In early April, I went to Wannamaker Park in North Charleston, SC, with my paintbox and a small canvas. I have never been very enthusiastic about painting landscapes, but that first experience had me hooked. I have now completed 4 small pieces that I started outdoors.
Painting outdoors (the term plein air was started with the Impressionists in France) is a lot harder than it looks! There are so many shades of green! The sun moves around and changes your composition within hours! On Beautiful Beaufort, it was a good thing I had taken pictures of the scene when I started, because the tide went out and messed up my water painting! These works will be posted as soon as my web developer can help me add a new “Nature” page.
I joined the Summerville Artist Guild this year, since I have more time to paint and show work. My work will be at the Toast Restaurant in Summerville much of the year. It is framed and ready to go home with you to enliven your walls. In the Midst and Happy Clouds 1 and 2 are currently showing. Check the Abstracts section of my website to view.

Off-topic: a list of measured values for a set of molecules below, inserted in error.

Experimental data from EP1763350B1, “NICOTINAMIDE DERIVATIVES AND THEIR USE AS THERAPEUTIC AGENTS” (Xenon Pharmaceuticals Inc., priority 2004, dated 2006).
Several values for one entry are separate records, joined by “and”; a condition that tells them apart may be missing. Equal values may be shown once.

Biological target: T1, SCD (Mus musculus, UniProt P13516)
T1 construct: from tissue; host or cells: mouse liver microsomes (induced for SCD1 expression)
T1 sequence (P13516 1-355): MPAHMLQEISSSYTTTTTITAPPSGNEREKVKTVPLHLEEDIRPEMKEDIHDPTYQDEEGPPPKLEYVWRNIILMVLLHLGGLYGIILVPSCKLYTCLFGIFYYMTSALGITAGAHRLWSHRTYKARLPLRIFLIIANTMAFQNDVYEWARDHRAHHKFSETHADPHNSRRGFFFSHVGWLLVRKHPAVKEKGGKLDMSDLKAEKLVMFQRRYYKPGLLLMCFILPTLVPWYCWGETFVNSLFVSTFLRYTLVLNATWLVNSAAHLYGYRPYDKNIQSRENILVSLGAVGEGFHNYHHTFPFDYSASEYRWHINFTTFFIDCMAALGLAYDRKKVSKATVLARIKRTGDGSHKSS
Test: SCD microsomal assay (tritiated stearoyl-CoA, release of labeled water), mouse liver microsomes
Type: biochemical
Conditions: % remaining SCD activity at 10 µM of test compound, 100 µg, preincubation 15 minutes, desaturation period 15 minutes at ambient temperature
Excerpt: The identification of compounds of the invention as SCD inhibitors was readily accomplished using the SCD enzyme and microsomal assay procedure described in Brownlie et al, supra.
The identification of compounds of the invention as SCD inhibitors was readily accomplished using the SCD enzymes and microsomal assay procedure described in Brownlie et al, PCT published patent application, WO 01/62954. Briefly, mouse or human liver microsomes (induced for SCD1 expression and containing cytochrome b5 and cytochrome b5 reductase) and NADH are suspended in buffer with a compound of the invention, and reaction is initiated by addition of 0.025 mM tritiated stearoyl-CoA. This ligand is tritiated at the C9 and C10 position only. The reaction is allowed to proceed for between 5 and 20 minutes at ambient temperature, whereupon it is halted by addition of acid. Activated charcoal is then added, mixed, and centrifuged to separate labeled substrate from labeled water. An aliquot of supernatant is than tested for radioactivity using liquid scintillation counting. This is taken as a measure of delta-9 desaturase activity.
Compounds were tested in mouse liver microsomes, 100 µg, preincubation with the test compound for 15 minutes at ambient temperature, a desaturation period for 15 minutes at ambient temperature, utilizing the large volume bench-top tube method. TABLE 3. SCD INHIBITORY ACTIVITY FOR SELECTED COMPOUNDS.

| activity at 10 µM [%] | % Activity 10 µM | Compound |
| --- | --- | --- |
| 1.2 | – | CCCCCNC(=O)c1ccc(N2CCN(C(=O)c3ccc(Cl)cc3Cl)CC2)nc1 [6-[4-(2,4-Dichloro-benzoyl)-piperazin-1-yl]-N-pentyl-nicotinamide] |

I just finished this commissioned piece for the Mom of these two boys. The painting is a gift for her husband, who is a fan of comic superheroes. I thought it would be fun to put the boys against a background reminiscent of a comic book. She loves it!
Eleven of my paintings are being offered through an online sale through the Wilmington Art in the Arboretum sale. 30% of the proceeds go to the Arboretum. Please go to artinthearboretum.com to purchase. Wouldn’t someone you love like a more unique holiday gift this year? How about some original art? There are various sizes of work available, all at affordable prices, some featured below.